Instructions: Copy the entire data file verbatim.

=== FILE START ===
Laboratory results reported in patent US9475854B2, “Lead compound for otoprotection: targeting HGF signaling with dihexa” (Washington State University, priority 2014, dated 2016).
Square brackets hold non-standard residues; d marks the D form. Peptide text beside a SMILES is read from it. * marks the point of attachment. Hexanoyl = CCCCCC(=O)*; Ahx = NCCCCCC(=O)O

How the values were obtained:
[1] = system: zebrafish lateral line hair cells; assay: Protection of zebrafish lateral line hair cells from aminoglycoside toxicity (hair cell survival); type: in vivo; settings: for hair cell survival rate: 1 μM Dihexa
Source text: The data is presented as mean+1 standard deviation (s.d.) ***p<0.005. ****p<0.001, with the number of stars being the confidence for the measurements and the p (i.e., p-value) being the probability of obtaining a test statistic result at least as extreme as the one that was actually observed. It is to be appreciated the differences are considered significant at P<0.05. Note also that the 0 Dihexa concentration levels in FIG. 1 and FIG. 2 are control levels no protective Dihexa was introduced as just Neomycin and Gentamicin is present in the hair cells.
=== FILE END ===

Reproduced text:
Laboratory results reported in patent US9475854B2, “Lead compound for otoprotection: targeting HGF signaling with dihexa” (Washington State University, priority 2014, dated 2016).
Square brackets hold non-standard residues; d marks the D form. Peptide text beside a SMILES is read from it. * marks the point of attachment. Hexanoyl = CCCCCC(=O)*; Ahx = NCCCCCC(=O)O

How the values were obtained:
[1] = system: zebrafish lateral line hair cells; assay: Protection of zebrafish lateral line hair cells from aminoglycoside toxicity (hair cell survival); type: in vivo; settings: for hair cell survival rate: 1 μM Dihexa
Source text: The data is presented as mean+1 standard deviation (s.d.) ***p<0.005. ****p<0.001, with the number of stars being the confidence for the measurements and the p (i.e., p-value) being the probability of obtaining a test statistic result at least as extreme as the one that was actually observed. It is to be appreciated the differences are considered significant at P<0.05. Note also that the 0 Dihexa concentration levels in FIG. 1 and FIG. 2 are control levels no protective Dihexa was introduced as just Neomycin and Gentamicin is present in the hair cells.